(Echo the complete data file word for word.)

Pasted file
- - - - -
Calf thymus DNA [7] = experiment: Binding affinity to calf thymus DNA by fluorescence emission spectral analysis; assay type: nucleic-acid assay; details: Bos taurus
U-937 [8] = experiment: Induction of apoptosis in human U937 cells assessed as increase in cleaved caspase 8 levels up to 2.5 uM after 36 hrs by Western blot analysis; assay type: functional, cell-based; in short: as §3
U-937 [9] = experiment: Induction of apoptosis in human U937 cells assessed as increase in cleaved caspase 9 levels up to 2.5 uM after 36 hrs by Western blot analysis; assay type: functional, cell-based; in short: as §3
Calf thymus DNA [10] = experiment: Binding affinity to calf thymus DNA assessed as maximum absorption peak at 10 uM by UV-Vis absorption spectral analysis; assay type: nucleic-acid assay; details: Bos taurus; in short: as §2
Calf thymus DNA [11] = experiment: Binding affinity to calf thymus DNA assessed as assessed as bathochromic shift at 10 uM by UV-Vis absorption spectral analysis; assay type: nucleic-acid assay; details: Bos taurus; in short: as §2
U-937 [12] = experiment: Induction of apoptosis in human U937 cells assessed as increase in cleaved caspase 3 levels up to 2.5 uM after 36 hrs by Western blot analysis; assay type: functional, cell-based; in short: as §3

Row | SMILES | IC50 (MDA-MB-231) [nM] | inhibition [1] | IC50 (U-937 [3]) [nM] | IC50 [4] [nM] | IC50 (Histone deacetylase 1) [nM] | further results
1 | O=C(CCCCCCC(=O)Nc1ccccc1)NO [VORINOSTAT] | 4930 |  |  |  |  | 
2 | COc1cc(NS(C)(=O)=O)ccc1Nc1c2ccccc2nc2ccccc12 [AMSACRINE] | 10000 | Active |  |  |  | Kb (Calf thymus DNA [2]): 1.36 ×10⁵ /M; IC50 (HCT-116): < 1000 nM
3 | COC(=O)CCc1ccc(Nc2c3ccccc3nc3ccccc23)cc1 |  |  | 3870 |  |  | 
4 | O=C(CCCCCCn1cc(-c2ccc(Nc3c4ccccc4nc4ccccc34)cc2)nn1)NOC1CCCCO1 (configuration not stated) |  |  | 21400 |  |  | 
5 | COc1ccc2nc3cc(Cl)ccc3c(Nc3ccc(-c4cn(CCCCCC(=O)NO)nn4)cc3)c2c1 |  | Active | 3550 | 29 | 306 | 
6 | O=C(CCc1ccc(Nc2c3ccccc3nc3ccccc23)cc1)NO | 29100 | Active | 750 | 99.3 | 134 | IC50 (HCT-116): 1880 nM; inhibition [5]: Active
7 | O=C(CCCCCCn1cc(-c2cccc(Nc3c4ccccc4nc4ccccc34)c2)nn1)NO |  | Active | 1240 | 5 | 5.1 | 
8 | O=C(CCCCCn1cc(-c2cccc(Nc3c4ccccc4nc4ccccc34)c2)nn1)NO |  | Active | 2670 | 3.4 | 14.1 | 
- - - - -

Calf thymus DNA [7] = experiment: Binding affinity to calf thymus DNA by fluorescence emission spectral analysis; assay type: nucleic-acid assay; details: Bos taurus
U-937 [8] = experiment: Induction of apoptosis in human U937 cells assessed as increase in cleaved caspase 8 levels up to 2.5 uM after 36 hrs by Western blot analysis; assay type: functional, cell-based; in short: as §3
U-937 [9] = experiment: Induction of apoptosis in human U937 cells assessed as increase in cleaved caspase 9 levels up to 2.5 uM after 36 hrs by Western blot analysis; assay type: functional, cell-based; in short: as §3
Calf thymus DNA [10] = experiment: Binding affinity to calf thymus DNA assessed as maximum absorption peak at 10 uM by UV-Vis absorption spectral analysis; assay type: nucleic-acid assay; details: Bos taurus; in short: as §2
Calf thymus DNA [11] = experiment: Binding affinity to calf thymus DNA assessed as assessed as bathochromic shift at 10 uM by UV-Vis absorption spectral analysis; assay type: nucleic-acid assay; details: Bos taurus; in short: as §2
U-937 [12] = experiment: Induction of apoptosis in human U937 cells assessed as increase in cleaved caspase 3 levels up to 2.5 uM after 36 hrs by Western blot analysis; assay type: functional, cell-based; in short: as §3

Row | SMILES | IC50 (MDA-MB-231) [nM] | inhibition [1] | IC50 (U-937 [3]) [nM] | IC50 [4] [nM] | IC50 (Histone deacetylase 1) [nM] | further results
1 | O=C(CCCCCCC(=O)Nc1ccccc1)NO [VORINOSTAT] | 4930 |  |  |  |  | 
2 | COc1cc(NS(C)(=O)=O)ccc1Nc1c2ccccc2nc2ccccc12 [AMSACRINE] | 10000 | Active |  |  |  | Kb (Calf thymus DNA [2]): 1.36 ×10⁵ /M; IC50 (HCT-116): < 1000 nM
3 | COC(=O)CCc1ccc(Nc2c3ccccc3nc3ccccc23)cc1 |  |  | 3870 |  |  | 
4 | O=C(CCCCCCn1cc(-c2ccc(Nc3c4ccccc4nc4ccccc34)cc2)nn1)NOC1CCCCO1 (configuration not stated) |  |  | 21400 |  |  | 
5 | COc1ccc2nc3cc(Cl)ccc3c(Nc3ccc(-c4cn(CCCCCC(=O)NO)nn4)cc3)c2c1 |  | Active | 3550 | 29 | 306 | 
6 | O=C(CCc1ccc(Nc2c3ccccc3nc3ccccc23)cc1)NO | 29100 | Active | 750 | 99.3 | 134 | IC50 (HCT-116): 1880 nM; inhibition [5]: Active
7 | O=C(CCCCCCn1cc(-c2cccc(Nc3c4ccccc4nc4ccccc34)c2)nn1)NO |  | Active | 1240 | 5 | 5.1 | 
8 | O=C(CCCCCn1cc(-c2cccc(Nc3c4ccccc4nc4ccccc34)c2)nn1)NO |  | Active | 2670 | 3.4 | 14.1 | 